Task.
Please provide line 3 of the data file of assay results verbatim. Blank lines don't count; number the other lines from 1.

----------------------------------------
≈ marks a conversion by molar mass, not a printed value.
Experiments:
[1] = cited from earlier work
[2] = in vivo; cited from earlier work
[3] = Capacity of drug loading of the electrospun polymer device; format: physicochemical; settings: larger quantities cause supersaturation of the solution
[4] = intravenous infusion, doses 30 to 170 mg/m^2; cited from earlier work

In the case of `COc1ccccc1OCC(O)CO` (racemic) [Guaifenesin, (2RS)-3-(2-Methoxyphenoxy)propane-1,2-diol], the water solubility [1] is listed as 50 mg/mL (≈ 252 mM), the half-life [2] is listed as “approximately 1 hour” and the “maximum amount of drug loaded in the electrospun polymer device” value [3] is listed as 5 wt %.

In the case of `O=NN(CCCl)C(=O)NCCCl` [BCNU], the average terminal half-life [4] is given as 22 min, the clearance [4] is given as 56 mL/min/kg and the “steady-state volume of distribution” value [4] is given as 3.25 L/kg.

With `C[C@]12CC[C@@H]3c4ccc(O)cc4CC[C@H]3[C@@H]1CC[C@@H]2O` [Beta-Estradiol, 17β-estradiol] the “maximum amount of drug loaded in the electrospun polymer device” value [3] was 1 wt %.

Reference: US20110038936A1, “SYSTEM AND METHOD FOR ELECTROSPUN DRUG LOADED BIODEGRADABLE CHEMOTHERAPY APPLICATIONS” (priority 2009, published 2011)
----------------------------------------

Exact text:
[1] = cited from earlier work